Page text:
Policing the police: Complaints skyrocketing, Home Secretary calls for ‘reforms’
British police forces will be stripped of their powers to manage and oversee public complaints made against their staff, in a bid to bolster transparency, Home Secretary Theresa May will announce on Thursday.
The policy shift will give this power to Britain's Police and Crime Commissioners (PCC) in an effort to uphold the public interest.
May will discuss the proposals during a public consultation, looking at a comprehensive review of the state’s ailing police complaints mechanisms and related disciplinary procedures. The review was announced by the home secretary in July, amid mounting criticism of how complaints against police officers are handled in Britain.
Police and crime commissioners’ soon-to-be increased powers follow a firestorm of criticism directed at the senior crime chiefs. In early December, it emerged over 50 percent of the government’s elected PCCs have been accused of misconduct and subsequently probed by the Independent Police Complaints Commission (IPCC).
In the wake of these misconduct allegations, PCCs’ enhanced powers will likely spark debate. At present, Britain's crime commissioners cannot be removed from their positions unless they have been convicted of a criminal offence. The elected crime commissioners serve a four-year term in the UK.
The Home Office’s public consultation on proposed police reforms will also unveil new powers for the Independent Police Complaints Commission (IPCC) in an effort to invigorate the watchdog’s role as a nonpartisan oversight body.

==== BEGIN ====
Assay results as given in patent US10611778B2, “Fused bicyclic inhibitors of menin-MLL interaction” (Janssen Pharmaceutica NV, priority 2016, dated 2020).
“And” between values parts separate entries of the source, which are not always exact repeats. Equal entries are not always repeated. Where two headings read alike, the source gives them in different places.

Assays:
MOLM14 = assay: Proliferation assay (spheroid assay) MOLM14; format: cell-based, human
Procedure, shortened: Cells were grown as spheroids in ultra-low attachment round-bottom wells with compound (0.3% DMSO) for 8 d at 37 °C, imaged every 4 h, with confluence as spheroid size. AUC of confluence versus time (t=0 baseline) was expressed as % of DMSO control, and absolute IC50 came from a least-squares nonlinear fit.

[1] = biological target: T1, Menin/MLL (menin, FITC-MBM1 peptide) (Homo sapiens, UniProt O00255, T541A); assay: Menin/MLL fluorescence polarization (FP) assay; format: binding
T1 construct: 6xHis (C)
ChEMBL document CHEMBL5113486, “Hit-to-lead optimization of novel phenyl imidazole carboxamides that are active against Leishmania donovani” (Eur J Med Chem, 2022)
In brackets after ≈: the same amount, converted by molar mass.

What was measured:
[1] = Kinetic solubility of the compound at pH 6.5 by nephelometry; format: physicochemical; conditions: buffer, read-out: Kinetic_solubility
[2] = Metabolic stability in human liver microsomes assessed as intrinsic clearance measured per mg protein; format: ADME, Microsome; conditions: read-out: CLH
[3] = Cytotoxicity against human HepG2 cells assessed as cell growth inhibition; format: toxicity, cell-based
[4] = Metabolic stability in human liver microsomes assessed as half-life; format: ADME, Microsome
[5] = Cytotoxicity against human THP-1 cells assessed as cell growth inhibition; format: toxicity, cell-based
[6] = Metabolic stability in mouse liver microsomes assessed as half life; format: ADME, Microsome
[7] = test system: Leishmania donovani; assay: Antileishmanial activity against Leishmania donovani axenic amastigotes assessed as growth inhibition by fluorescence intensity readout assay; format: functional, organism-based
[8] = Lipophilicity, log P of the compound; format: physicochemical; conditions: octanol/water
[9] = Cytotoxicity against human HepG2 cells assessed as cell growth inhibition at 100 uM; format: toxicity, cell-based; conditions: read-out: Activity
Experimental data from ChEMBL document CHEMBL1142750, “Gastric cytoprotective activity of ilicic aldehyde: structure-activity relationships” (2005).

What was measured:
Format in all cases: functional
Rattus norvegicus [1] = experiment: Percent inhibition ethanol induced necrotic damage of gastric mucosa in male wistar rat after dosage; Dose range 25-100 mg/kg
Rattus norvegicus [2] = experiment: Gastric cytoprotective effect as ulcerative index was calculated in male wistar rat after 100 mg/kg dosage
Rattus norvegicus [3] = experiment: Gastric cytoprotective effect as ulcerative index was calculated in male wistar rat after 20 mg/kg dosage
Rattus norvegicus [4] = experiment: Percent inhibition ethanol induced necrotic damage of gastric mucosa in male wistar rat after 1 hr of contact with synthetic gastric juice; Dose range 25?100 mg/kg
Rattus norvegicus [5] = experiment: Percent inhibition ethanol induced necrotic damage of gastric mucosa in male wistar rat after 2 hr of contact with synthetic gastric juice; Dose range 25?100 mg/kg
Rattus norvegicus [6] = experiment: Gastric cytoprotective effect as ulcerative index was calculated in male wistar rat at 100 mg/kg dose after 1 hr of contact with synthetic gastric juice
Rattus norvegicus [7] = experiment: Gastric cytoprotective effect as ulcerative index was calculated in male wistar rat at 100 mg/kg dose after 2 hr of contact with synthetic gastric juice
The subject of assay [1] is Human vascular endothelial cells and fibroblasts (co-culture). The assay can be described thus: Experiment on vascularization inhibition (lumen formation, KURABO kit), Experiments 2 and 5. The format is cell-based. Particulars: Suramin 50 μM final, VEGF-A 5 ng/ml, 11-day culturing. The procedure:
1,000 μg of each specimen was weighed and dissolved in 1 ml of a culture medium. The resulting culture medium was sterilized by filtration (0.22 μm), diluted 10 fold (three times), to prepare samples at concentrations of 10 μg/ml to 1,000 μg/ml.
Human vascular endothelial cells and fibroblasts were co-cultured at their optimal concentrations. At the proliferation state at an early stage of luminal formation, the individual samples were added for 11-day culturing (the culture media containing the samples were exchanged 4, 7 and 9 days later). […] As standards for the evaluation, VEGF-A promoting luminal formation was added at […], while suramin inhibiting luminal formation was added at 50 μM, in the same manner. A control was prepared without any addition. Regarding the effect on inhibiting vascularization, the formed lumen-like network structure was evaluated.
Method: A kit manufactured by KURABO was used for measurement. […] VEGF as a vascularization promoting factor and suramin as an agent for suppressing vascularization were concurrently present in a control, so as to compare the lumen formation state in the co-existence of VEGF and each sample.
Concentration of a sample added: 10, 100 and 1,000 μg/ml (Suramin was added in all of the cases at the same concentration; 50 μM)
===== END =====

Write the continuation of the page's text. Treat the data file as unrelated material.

As part of these revised powers, the IPCC’s investigative scope will be expanded and the body will have the capacity to pursue sensitive and tenuous inquiries.
The government is also set to introduce a “super-complaint” mechanism common to global financial markets under the proposed reforms. The underlying logic of the measure is to offer a means of anonymously highlighting systemic grievances, which can be exposed by advocacy bodies.
Under this measure, complaints will be filed on behalf of UK citizens by campaign groups such as ‘Which?’ However, many of these organizations are more commonly associated with assessing consumer markets and offering mortgage comparisons.
In recent years, complaints against British police have soared, Home Office figures reveal. Official statistics show 22,898 were recorded in 2004/05 – jumping by almost 66 percent to 34,863 in 2013/14.
The Home Office figures also show the majority of Brits, who are dissatisfied with UK police, fail to officially complain. In 2012/13, a remarkable 89 percent neglected to make official complaints.
The government statistics also indicate current mechanisms for processing and resolving grievances with police are cumbersome and awkward.
In 2013-14, it reportedly took on average of almost 60 days to formally resolve a complaint through a process of regional resolution, and on average 135 days to resolve a complaint by means of local investigation.
Commenting on the planned police reforms central to Thursday’s public consultation, May said the government acknowledges an overwhelming majority of police officers in Britain carry out their duties with “honesty and integrity.”
But she stressed the consultation is an important milestone in the government’s broader program of radical police reform.
“We have strengthened the IPCC to ensure it can take on all serious and sensitive cases involving the police and HMIC will inspect all forces on the basis of their legitimacy in the eyes of the public,” she said.
A spokeswoman for the IPCC told RT on Thursday the police watchdog welcomes the Home Office's integrity consultation.
“We have been calling for a review of the police complaints system for some time and will consider carefully the proposals put forward today,” she added.
The government is also expected to publish an independent appraisal of the disciplinary procedures underpinning police forces in the UK.